Monday, December 30, 2013

Canine Grief, by Dr. Dani McVety

sad dog
Photo by Djalexej
The loss of a dog can be quite traumatic not only on the family as a whole, but also specifically on the other dogs left behind. Many of these signs are based on the dog’s natural personality. For example, a subordinate dog may become introverted, hiding and not wanting to interact with the family with the loss of a more dominant companion. Conversely, some dominant dogs may become very clingy or appear abnormally nervous (panting, pacing, searching for their friend, etc) if their “pack” seems to have been lost. These behaviors are general, however, and may be seen in any dog. Based on these outward signs that pets cannot voice to us, it is clear they can experience grief when a companion dies.

There have been studies that document changes in pets' behavior after the loss of a loved one (human or non-human) that include fluctuations in appetite, vocalization, and interaction with housemates.  I believe that many of these are related to their reaction to their owner's emotions, not simply their own.  Pets handle the Circle of Life so much better than we do;they understand the ebb and flow of life -we are the ones that have a problem with it!  Yes, they certainly grieve, but they do it so much more gracefully than us.  Just as every person will differ vastly in our signs of heartache and pain, as do pets.  Each one will be different and unique.  I have seen 2 year old Labradors not come out from behind furniture after the death of their housemate.  I have also seen 2 year old Labradors step on the body of their housemate just to give their owner a kiss.  Some owners become angry or upset that their other pets do not openly grieve, one even said to me "how can he eat at a time like this!?" We are each unique and individual creatures and we have a lot to learn from our animal companions about this amazing Circle of Life.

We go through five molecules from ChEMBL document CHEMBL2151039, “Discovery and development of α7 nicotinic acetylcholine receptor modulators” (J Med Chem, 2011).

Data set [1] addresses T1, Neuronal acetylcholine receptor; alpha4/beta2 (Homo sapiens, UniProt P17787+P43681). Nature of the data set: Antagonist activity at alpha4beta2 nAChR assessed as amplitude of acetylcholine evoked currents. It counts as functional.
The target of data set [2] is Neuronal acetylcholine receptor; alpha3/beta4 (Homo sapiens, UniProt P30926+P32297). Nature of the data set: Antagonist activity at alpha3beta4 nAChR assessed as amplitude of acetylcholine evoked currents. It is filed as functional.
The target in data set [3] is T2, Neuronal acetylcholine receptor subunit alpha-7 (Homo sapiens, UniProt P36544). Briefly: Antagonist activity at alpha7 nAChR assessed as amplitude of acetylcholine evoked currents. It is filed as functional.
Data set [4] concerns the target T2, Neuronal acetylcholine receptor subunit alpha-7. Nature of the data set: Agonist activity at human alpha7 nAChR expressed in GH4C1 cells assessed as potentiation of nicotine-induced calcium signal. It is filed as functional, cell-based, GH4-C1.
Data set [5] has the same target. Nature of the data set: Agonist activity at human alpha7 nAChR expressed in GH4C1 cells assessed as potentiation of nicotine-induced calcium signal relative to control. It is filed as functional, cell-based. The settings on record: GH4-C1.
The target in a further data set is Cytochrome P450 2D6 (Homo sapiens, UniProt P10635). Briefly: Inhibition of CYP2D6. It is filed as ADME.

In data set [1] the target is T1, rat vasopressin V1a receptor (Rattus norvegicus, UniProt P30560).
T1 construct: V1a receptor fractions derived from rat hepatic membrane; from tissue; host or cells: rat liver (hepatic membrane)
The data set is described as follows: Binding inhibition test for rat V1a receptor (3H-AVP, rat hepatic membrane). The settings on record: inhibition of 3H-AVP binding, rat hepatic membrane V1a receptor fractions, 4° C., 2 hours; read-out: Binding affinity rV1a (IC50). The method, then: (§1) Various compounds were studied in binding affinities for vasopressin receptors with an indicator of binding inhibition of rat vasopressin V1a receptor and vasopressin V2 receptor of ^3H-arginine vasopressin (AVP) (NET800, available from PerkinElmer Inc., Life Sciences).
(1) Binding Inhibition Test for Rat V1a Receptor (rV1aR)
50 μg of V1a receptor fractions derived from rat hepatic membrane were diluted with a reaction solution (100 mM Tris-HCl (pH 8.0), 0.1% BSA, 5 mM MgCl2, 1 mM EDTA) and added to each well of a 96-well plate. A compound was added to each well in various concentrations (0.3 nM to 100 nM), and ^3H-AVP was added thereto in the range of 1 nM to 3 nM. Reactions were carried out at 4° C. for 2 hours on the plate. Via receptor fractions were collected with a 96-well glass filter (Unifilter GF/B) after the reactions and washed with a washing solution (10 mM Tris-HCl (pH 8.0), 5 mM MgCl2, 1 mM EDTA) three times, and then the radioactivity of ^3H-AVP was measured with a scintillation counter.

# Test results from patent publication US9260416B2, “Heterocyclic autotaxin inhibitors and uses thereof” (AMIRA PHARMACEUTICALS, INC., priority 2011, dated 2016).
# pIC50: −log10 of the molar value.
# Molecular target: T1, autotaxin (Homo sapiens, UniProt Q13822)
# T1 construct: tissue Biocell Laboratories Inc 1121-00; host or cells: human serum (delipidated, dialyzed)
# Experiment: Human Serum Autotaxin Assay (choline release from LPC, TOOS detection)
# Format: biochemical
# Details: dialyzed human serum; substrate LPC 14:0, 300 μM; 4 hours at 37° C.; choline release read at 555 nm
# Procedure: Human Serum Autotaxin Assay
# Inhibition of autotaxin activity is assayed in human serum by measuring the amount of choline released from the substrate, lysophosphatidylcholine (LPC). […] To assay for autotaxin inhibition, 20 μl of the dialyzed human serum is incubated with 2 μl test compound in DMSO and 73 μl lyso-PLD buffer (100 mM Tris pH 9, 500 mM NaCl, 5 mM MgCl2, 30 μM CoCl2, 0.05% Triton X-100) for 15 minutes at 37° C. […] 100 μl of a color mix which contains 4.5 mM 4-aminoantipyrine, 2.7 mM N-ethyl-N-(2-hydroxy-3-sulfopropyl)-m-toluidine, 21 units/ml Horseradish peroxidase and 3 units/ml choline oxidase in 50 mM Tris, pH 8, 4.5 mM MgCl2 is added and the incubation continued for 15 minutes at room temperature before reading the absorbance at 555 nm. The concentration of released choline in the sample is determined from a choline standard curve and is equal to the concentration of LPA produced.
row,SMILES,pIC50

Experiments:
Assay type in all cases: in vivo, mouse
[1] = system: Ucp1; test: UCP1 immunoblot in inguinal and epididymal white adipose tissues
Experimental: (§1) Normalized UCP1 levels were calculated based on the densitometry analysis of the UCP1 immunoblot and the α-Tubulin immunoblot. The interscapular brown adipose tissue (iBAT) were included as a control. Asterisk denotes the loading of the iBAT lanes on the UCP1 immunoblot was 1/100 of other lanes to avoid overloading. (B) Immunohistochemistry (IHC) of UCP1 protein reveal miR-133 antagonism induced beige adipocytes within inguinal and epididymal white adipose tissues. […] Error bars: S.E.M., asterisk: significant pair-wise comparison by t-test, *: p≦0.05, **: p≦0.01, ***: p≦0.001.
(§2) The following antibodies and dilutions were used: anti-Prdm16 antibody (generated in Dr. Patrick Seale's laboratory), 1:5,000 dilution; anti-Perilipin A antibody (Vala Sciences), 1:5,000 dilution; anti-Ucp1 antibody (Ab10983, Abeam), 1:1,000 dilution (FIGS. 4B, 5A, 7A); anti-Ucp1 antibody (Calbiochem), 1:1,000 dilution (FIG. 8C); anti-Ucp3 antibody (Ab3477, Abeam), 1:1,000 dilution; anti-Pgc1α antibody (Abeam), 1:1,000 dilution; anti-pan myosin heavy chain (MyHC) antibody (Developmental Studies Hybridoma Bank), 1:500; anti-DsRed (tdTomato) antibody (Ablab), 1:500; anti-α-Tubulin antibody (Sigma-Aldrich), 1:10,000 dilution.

When changes are seen, it is normal for them to last 10-14 days after the loss of a companion. You may try to take their mind off of it by providing them with more attention and affection. Long walks, playing, and engaging in favorite activities, (especially those done with the companion that passed) can help build confidence and stimulate mental enjoyment. Use environmental enrichment techniques such as toys, (especially those that allow you to hide a treat inside like Kongs), to help keep them busy during the day. If your dog is too depressed, they may not respond right away. Remember, time heals all wounds. You may also consider a DAP (dog appeasing pheromone) diffuser, available at most pet stores. Give it few days then start encouraging the dog to do more using their favorite rewards that you do not use at any other time. If symptoms do not subside after two weeks, you may consider taking your grieving pet to a veterinarian. There are medical and even holistic approaches to canine grief that can be particularly helpful including antidepressants, acupuncture, and herbal remedies. Some more severe cases may also include stress colitis (diarrhea) and may necessitate a visit to your veterinarian sooner.